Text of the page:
Saturday, March 01, 2008

Inside Pomona's Secret Garden




















For the past week, I have done my best to keep a secret. Yesterday morning between 10 o'clock and noon, Pomona's secret garden was open to the public. I didn't post about it on the blog, as it was unclear to me if it was my place to do so. For the same reason, I removed address information from my initial post about the garden.

Yesterday morning's misty weather was especially well-suited for a trip inside a secret garden. As I walked along the meandering paths, I saw some familiar Pomona faces. David Allen of the Daily Bulletin was there with reporter's notebook in hand. Mickey Gallivan, the force that is the Historical Society of the Pomona Valley, was there to check it out and put it on her list of places worth saving should someone ever try to bulldoze it. There was even a spotting of Pomona's most famous regen Josh Connole, but maybe it was the wrong guy. Richard E. Nunez made it inside, and took today's photographs to prove it. Also present was a woman in a nursing smock and purple crocs who had driven all the way from Santa Monica just to get a peek. Another man taking photographs described himself as a "historian working for myself." That was a little ominous. And then there was me, a mere goddess of Pomona.

Absent physically from the secret garden was the Grass Guru himself, John Greenlee. His friend Simple? Also a no show. Well okay, so according to Greenlee's able assistant Carlos they never planned to be there in the first place. But I still got the feeling John was watching from nearby. John and Simple's presence was felt throughout the garden -- from painted mermaids on a naked house, to a book made out of stone, to a dead tree "reused" as a vine holder. Live trees double dutied as hanging plant holders.

Visitors could peak in the empty but woodsy bungalow. More than one person could be heard quietly telling another person to make sure they saw a room at the back of the house where all the walls were collaged with ecologicallly-minded magazine and newspaper clippings. One of the items in the collage was a Daily Bulletin headline that read, "California drought officially over." Evidence of another time.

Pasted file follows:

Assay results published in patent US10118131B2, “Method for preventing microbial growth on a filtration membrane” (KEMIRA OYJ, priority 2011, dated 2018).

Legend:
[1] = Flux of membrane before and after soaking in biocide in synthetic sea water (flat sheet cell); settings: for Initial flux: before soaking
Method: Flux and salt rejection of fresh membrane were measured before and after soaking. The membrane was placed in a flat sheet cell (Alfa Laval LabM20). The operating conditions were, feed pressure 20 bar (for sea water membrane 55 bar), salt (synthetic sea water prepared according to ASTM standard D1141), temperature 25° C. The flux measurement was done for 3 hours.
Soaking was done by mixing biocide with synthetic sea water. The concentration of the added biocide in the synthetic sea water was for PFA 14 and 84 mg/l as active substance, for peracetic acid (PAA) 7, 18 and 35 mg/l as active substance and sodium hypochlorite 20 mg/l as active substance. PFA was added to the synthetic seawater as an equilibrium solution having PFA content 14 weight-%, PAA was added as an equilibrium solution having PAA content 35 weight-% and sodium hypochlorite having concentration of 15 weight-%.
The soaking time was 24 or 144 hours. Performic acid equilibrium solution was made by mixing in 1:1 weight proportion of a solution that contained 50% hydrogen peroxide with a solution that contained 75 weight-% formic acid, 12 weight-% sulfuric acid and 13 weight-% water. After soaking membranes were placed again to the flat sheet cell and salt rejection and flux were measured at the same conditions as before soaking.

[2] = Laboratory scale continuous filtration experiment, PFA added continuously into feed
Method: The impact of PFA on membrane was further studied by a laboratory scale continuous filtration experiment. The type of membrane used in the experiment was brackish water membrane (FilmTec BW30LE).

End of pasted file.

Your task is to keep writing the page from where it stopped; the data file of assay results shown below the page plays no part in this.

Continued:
I can not describe all I experienced as I walked through the secret garden, only that it did feel like a Pomona secret partially revealing itself. Partially. At one point, I was tempted to pick a small orange from one of the trees, but the fruit seemed strangely forbidden.

Near the end of my time there, a man wearing a newspaper boy's cap walked in and could be seen taking it all in. The man had a positive vibe to him, and I was not suprised to learn that he and his girlfriend will be the new tenants there. Andrew is in Cal Poly's landscape architecture department. He looked appropriately smitten with his new digs. So for now, with the exception of some plants that will be moved to another Pomona garden-in-the-making, and lots of sculptures which have already been moved there, John and Simple's secret seems quite safe with Andrew.

For those who didn't get in yesterday, Andrew loves the idea of opening up the garden to the public once a month. And he's down with the community gardening in Pomona as well. So the garden is a secret that will continue to be shared among friends.

Enjoy the photos. Other than the photo of Andrew, the stone book, shots of the interior of the bungalow and the locked gate, the other photographs were taken by Richard.
THE END

5 comments:

linknpark said...

You know whats funny, im actually related to Josh Connole. He's a distant cousin on my mothers side of the family. Its funny that you mentioned him on the blog. Great garden by the way, look forward to eventually seeing it in person.

Anonymous said...

Where is this secret garden? Nice pictures!

me said...

For now, it's still secret!

G of P

lil m said...

had the great honor of living in the bungalow for a spell in the late 1990's...

clipping out pieces for the collages, bar bq's in the grottos, whispering in the stonework, fetching broken concrete for the entrance, frolicking about in the tall grasses, the construction of the tiger cat labyrinth...

many fine memories in that place

was an oasis indeed...

Garrett Sawyer said...

Wish I would have known about that open house, I've always known that house must of had some really cool garden hidden somewhere. Always wished I could just see... I guess it's ok, I have your pictures now. It's not like I've never seen a hidden garden. lol.